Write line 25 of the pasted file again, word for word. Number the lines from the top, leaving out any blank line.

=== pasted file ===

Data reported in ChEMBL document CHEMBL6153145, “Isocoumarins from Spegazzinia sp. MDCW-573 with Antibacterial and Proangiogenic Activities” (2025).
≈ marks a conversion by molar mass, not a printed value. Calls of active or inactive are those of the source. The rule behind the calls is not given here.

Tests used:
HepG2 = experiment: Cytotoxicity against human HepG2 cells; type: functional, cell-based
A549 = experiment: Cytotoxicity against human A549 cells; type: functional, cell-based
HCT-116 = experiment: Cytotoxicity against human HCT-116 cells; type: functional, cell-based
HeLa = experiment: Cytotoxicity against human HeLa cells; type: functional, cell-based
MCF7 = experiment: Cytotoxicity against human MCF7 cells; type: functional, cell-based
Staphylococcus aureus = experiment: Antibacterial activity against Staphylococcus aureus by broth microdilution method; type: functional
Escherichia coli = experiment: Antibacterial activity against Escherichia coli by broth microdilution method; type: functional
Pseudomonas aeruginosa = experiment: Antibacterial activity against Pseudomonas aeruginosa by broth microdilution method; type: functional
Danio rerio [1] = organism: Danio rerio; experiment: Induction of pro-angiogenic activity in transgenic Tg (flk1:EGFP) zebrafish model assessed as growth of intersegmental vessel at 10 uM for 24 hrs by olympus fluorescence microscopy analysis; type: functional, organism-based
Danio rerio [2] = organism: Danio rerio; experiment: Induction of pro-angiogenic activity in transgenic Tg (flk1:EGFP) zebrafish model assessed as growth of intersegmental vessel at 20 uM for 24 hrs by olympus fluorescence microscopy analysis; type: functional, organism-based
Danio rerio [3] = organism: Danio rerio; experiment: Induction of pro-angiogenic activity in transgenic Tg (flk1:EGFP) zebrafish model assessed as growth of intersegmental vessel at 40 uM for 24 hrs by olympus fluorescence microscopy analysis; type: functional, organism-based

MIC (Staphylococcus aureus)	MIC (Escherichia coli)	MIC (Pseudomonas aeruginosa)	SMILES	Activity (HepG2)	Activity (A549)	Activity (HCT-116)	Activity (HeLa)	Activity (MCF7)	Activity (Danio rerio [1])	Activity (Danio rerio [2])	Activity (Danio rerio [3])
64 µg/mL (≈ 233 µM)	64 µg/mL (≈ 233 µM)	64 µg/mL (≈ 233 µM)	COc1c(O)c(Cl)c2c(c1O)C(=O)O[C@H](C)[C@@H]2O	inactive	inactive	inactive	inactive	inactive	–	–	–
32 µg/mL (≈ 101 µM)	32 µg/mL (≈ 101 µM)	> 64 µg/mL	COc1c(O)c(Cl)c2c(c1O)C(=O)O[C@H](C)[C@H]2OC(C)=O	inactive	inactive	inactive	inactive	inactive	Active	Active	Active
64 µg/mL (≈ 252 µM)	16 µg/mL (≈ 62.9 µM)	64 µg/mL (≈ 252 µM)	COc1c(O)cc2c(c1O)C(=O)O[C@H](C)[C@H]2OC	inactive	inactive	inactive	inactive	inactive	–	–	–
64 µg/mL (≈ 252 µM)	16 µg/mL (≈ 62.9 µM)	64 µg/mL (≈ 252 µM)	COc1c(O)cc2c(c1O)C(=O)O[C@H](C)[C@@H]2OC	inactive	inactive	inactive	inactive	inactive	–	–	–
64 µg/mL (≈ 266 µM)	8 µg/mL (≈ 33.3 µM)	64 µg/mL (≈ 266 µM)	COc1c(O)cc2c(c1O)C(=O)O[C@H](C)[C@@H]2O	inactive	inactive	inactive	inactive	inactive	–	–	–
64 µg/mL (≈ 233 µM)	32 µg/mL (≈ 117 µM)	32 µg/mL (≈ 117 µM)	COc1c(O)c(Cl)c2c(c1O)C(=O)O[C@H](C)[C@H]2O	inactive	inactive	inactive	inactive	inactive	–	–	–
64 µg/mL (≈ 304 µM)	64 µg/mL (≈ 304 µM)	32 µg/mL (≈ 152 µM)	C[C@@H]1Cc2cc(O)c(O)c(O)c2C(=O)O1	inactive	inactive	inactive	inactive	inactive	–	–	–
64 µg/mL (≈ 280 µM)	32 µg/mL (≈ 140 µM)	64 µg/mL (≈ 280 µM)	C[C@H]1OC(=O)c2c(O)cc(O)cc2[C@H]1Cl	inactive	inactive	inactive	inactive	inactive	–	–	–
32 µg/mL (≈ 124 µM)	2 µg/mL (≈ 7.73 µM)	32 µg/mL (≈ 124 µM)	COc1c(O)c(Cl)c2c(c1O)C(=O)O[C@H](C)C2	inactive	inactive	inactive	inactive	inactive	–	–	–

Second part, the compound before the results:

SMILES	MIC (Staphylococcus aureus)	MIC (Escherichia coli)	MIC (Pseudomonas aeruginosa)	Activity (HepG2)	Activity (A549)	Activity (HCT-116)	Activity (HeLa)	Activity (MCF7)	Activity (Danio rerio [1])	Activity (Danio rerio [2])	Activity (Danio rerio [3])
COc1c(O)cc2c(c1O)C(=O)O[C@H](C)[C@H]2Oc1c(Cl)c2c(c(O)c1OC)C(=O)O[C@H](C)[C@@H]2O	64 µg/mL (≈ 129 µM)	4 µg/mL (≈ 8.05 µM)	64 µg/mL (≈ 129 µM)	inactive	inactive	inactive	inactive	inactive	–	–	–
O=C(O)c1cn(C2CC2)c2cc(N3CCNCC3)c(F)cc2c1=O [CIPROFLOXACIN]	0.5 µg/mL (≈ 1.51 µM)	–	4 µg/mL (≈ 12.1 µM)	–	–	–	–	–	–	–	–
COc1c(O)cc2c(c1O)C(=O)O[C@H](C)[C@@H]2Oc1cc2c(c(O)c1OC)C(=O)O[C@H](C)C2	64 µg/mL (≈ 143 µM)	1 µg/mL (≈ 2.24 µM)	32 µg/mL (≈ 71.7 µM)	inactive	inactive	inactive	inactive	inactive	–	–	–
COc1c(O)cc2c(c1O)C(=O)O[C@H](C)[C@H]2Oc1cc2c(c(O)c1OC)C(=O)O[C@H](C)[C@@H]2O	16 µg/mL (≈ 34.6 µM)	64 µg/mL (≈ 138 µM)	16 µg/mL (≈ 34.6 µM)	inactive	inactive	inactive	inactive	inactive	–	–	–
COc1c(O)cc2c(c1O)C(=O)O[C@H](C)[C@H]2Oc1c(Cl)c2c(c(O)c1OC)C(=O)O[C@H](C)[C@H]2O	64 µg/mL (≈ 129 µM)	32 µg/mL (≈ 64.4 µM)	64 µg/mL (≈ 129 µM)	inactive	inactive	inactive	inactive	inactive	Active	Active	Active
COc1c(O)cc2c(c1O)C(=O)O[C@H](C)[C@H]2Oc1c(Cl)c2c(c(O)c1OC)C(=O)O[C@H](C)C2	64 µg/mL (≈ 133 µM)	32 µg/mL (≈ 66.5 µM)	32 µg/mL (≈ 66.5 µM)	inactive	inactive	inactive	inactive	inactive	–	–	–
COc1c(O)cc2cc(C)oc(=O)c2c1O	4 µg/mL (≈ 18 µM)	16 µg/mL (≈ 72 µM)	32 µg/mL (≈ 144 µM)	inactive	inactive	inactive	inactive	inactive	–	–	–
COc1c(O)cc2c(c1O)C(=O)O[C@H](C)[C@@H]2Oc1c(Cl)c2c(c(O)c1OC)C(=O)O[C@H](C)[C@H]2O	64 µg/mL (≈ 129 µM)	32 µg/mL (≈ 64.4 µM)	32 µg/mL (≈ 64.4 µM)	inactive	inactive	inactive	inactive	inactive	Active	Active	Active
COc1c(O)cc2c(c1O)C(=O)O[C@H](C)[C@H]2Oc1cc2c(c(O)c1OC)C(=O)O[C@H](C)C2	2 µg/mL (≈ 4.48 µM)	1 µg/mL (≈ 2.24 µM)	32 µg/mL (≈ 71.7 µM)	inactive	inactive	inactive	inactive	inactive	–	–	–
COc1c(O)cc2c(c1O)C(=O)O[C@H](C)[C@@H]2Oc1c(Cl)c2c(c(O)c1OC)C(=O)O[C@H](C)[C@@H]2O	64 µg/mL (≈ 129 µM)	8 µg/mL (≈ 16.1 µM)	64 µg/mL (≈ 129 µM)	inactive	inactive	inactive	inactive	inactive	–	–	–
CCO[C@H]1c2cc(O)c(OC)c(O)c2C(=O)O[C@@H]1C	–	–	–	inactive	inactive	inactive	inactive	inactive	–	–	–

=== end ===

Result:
Second part, the compound before the results: